No one will ask- Where was god when this man needed to feed his family? Why was he feeling so desperate?

    Staceyjw

  • Miko

    If you want to give a god credit for preventing this robbery, then god should also get the blame for letting robberies happen in the first place.

    That’s debatable, depending on exactly why the deity is being given credit. For example, would you say: “If you want to give the police credit for preventing a robbery, then the police should also get the blame for letting robberies happen in the first place”?

  • Valdyr

    Still completing the robbery after having a tearful prayer session and confessing his hardships… you stay classy, confused gunman. Stay classy.

    My immediate snarky reaction to this story was: “See? Religion represents a clear benefit to human society by making criminals slightly more thoughtful while they’re taking your shit.”

  • Jeffrey

    This may be a bit off topic, but I’ve been wondering… what happens if you pray to god for something bad or “wicked” to happen, and then it does? And I don’t just mean praying for something bad to happen to your enemies, like xtians praying for gays to die and go to hell. What if I pray for the little boy that lives across the street to get hit by a car, and then he does? Did god answer my prayer? Does this show how prayer works? Or, maybe, it could explain to the crazies out there how it DOESN’T work?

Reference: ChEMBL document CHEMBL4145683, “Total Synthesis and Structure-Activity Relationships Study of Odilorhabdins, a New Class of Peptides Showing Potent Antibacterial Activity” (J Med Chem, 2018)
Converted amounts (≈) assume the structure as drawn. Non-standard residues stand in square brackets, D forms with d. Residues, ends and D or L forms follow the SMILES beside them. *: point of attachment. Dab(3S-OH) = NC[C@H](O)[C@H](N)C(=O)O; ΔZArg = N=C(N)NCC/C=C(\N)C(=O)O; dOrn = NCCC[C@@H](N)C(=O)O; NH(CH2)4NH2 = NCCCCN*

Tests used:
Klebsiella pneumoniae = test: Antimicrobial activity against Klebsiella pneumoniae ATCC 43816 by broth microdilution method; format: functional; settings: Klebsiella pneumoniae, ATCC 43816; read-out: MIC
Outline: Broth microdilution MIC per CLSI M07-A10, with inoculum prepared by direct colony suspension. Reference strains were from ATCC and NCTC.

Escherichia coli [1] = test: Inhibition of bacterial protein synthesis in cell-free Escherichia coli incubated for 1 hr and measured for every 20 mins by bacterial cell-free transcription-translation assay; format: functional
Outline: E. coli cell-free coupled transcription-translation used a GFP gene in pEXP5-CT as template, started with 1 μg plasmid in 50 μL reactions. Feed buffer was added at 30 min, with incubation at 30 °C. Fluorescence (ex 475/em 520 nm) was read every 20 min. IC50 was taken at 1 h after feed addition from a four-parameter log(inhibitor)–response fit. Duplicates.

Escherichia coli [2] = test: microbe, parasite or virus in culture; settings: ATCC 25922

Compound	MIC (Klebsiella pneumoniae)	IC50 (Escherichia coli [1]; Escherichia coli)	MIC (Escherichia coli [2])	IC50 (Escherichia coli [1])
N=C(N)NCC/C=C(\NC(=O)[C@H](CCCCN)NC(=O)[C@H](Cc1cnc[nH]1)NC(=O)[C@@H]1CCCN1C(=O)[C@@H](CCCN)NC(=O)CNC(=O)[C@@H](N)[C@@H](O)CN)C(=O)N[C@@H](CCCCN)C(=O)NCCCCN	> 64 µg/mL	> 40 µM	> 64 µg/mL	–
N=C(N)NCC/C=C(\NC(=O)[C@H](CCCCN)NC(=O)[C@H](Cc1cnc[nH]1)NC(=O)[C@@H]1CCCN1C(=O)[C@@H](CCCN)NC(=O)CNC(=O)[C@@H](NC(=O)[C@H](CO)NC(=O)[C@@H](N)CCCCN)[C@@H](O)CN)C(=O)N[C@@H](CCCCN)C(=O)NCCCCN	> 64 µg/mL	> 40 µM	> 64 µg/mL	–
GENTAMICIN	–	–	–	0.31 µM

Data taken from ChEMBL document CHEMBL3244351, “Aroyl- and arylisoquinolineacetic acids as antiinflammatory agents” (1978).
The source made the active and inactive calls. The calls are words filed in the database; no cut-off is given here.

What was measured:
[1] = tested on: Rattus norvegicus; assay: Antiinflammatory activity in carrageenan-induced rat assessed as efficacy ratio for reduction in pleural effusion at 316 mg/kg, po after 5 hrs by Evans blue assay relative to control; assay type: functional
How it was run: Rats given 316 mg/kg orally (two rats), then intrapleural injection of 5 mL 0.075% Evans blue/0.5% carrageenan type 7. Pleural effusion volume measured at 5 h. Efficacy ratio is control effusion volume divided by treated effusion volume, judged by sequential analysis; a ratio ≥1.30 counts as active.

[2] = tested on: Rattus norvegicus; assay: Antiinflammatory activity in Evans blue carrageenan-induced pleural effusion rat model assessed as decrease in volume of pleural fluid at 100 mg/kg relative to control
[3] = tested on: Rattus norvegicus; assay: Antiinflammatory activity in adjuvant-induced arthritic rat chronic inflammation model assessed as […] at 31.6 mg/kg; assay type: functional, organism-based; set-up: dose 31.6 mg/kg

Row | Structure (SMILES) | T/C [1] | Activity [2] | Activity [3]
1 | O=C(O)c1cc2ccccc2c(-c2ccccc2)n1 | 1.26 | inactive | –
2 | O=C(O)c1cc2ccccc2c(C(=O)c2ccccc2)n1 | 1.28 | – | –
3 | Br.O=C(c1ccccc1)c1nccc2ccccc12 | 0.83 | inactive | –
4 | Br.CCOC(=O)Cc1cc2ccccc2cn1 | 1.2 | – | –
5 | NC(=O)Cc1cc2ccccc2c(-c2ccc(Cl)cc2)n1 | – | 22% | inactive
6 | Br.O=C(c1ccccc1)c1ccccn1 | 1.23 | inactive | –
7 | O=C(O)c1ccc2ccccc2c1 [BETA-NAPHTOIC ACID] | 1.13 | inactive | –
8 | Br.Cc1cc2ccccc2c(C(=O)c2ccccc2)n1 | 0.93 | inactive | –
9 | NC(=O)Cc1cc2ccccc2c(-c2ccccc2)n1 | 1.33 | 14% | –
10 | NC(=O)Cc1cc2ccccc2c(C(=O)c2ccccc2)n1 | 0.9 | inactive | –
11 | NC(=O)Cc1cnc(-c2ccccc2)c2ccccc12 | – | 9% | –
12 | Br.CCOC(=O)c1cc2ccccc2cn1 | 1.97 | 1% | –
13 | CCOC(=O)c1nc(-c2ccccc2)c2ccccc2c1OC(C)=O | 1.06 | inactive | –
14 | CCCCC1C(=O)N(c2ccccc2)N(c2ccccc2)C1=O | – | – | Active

• muggle

    I wouldn’t try it, Jeffrey. If the little boy coincidentally does get hit by a car you’re gonna get a test of mob mentality.

    This woman would be better served by getting up off her knees and getting her employer to put in the bullet proof glass. I was amazed not to see any. There’s a reason most of those places rely on just that rather than prayer.